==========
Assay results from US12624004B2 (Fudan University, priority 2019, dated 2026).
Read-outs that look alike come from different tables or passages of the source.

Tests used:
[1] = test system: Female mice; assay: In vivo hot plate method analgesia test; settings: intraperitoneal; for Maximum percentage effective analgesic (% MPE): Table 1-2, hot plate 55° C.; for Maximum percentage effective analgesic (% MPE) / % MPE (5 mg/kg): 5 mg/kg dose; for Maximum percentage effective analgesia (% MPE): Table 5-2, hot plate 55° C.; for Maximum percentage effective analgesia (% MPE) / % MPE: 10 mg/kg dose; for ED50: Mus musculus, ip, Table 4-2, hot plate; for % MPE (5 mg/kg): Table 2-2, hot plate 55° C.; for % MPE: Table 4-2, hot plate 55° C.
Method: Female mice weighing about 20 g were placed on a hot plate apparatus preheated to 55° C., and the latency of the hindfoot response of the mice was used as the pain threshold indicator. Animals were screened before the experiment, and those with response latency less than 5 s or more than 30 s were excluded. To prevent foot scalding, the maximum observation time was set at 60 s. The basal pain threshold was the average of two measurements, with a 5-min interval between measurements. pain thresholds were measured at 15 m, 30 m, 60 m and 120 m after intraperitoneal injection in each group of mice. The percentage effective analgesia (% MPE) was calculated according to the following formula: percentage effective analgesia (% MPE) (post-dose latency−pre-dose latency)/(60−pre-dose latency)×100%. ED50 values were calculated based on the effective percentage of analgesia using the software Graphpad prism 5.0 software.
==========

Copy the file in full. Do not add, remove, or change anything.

Assay results from US12624004B2 (Fudan University, priority 2019, dated 2026).
Read-outs that look alike come from different tables or passages of the source.

Tests used:
[1] = test system: Female mice; assay: In vivo hot plate method analgesia test; settings: intraperitoneal; for Maximum percentage effective analgesic (% MPE): Table 1-2, hot plate 55° C.; for Maximum percentage effective analgesic (% MPE) / % MPE (5 mg/kg): 5 mg/kg dose; for Maximum percentage effective analgesia (% MPE): Table 5-2, hot plate 55° C.; for Maximum percentage effective analgesia (% MPE) / % MPE: 10 mg/kg dose; for ED50: Mus musculus, ip, Table 4-2, hot plate; for % MPE (5 mg/kg): Table 2-2, hot plate 55° C.; for % MPE: Table 4-2, hot plate 55° C.
Method: Female mice weighing about 20 g were placed on a hot plate apparatus preheated to 55° C., and the latency of the hindfoot response of the mice was used as the pain threshold indicator. Animals were screened before the experiment, and those with response latency less than 5 s or more than 30 s were excluded. To prevent foot scalding, the maximum observation time was set at 60 s. The basal pain threshold was the average of two measurements, with a 5-min interval between measurements. pain thresholds were measured at 15 m, 30 m, 60 m and 120 m after intraperitoneal injection in each group of mice. The percentage effective analgesia (% MPE) was calculated according to the following formula: percentage effective analgesia (% MPE) (post-dose latency−pre-dose latency)/(60−pre-dose latency)×100%. ED50 values were calculated based on the effective percentage of analgesia using the software Graphpad prism 5.0 software.